After hitting a record high in the summer, the price of gold has been sliding over the past few months, as the stock market and Bitcoin keep hitting new highs.
The precious metal is now at a critical testing point. Gold might have lost some of its luster as an inflation hedge in favor of the cryptocurrency, but its long-term uptrend should remain intact.
Amid sharp market volatility earlier this year and inflation concerns, gold has rallied nearly 40% from March to August, topping out above $2,000 per ounce for the first time in history. Despite the bout of excitement for the centuries-old hedging asset, the price of the precious metal has pulled back 14% since its August peak and is now trading near a critical threshold.
For the first time in nearly nine months, gold crossed below its 200-day moving average on Monday, wrote Jason Goepfert, president and CEO at SentimenTrader, in a Tuesday note. This, he argues, could be the “first real test of its long-term trend.”
The 200-day moving average is usually seen as a major support level for stocks and other investments. Moving below the threshold often signals the ending of a continuing uptrend. But if gold is able to bounce back from the support level and stay above the line, it could signal the return of a bullish trend.
From a purely statistical perspective, that seems more likely to happen. Historically, after gold has dipped below its 200-day moving average after staying above the line for more than 100 days, it tended to resume its uptrend, wrote Goepfert. In 14 of those cases since 1978, the price of the precious metal was higher over 70% of the time over the next six months and one year. The median returns over the two periods were 4.3% and 9.0%, respectively. This is a good thing for gold miners as well, whose stocks often outperform the metal itself.
So far, gold seems to be reflecting that trend. After touching the support level earlier this week, its price has bounced back from $1,780.90 per ounce on Monday to $1,834.40 on Wednesday.
Gold’s high price should remain intact for some time. While the stock-market volatility seems to be largely behind us, the economy is still struggling, and there’s no fiscal stimulus in sight. That makes gold a good bet against uncertainty in 2021.
What’s more, global central banks and governments have continued to indicate infinite quantitative easing, low to negative interest rates, and unprecedented levels of monetary and fiscal stimulus as a solution to cure economic disruptions caused by the Covid-19 pandemic. That means inflation—after remaining subdued for years—is likely to come back in the coming years, and gold has historically been a hedge against that trend.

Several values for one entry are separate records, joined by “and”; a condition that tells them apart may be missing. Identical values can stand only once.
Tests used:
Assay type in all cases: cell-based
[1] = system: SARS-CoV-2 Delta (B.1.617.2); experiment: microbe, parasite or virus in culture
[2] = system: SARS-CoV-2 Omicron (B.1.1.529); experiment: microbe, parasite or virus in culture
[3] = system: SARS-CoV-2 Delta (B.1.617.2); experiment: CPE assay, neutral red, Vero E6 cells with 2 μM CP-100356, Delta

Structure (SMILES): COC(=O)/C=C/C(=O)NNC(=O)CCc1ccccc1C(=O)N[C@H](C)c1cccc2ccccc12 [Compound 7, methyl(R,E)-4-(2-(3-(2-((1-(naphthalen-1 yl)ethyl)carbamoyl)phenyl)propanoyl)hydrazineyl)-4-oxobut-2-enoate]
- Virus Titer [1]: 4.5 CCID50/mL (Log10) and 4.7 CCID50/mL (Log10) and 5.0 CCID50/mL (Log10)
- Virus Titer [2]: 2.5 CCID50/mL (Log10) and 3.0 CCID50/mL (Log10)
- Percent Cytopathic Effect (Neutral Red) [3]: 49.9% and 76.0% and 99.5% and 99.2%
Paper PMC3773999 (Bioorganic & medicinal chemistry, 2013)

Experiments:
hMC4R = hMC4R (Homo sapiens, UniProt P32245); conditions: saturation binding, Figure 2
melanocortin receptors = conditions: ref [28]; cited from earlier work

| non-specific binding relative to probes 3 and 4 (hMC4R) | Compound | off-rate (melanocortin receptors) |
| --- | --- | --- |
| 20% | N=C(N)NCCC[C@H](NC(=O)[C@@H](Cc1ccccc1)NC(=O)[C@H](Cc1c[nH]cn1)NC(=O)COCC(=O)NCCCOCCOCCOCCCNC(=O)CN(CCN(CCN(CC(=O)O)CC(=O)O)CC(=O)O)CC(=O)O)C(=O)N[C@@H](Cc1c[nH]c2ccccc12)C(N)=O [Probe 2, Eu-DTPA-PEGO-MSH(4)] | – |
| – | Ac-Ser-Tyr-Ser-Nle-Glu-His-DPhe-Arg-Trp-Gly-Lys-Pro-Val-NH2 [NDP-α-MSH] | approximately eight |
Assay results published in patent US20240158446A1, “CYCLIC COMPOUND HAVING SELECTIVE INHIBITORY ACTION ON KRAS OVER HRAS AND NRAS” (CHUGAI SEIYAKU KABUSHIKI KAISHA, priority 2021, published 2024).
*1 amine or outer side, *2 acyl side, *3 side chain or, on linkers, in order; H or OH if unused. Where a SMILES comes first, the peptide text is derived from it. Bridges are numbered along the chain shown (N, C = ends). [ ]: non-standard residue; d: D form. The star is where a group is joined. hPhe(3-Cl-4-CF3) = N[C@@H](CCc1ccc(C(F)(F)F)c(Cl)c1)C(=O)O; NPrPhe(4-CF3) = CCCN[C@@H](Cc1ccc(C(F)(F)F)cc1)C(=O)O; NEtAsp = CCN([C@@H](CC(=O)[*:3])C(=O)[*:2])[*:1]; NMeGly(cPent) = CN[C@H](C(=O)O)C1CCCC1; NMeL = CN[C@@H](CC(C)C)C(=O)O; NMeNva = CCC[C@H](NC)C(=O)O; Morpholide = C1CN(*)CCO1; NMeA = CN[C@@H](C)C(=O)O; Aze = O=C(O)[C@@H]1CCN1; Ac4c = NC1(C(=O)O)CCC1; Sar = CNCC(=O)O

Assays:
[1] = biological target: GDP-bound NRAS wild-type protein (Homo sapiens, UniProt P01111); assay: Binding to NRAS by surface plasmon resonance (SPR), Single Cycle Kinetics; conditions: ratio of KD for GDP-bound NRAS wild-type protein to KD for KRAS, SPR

“The world is now in a position where the stopping of the paper money printing presses would immediately burst multiple artificially created bubbles,” wrote Bryan Slusarchuk, CEO of gold-mining company
Fosterville South Exploration,
in an email to Barron’s. “Because of that and the growing acceptance of ongoing helicopter money, the printing presses will not slow down anytime soon. While the competitor paper currencies are being printed in reckless abandon, gold is the only currency that cannot be printed.”
The pullback in gold since its March rally will most likely serve as a temporary reset and not a change in trend, according to Goepfert. “Whenever a trendy market like metals or currencies shows nascent signs of a shift in momentum, it can get scary for those positioned in the direction of the prevailing trend,” he wrote, “When the shifts happen, they can be absolutely relentless. So far, we’re not seeing too many compelling signs that this has triggered for gold.”
Still, there are some troubling signals for gold bulls. As a hedge against other currencies, gold is supposed to rally when the dollar falls. But lately, the bullion has been falling along with the dollar instead. This, writes Goepfert, suggests that something else is pushing gold lower that shouldn’t be.
The recent surge in Bitcoin price might be one possible culprit. The cryptocurrency has rode a ferocious bull run, rising more than 90% since early September to a new all-time intraday high of $19,834.93 on Monday. That topped the previous record of $19,783.21 set on Dec. 18, 2017. The price has since fallen back a little to $19,143.92 as of Wednesday afternoon.
As Barron’s Avi Salzman recently wrote, Bitcoin’s appeal has reached well beyond millennials and blockchain geeks to a much wider public, and even some long-established professional investors and big corporations. To them, Bitcoin—like gold—can serve as an inflation hedge against an expected long period of monetary debasement. Since Bitcoin’s supply is capped at 21 million, it can’t be debased in the same way as fiat currencies.
Although the value of gold still dwarfs that of Bitcoin—total aboveground gold reserves are worth more than $10 trillion, compared with Bitcoin’s $320 billion—gold demand could suffer if Bitcoin becomes the more popular inflation hedge for the next generation.
Still, whether gold or Bitcoin, investors should only hold a small position in a diversified portfolio. While both can serve as a hedge against a market meltdown and inflation, they’re not productive assets and don’t generate cash flows like stocks and bonds do. That means they’re only worth what someone else is willing to pay.
That said, the opportunity cost of holding gold—or Bitcoin—is currently very low, as real interest rates have fallen to the negative territory and are expected to stay there for a while.
Write to Evie Liu at [email protected]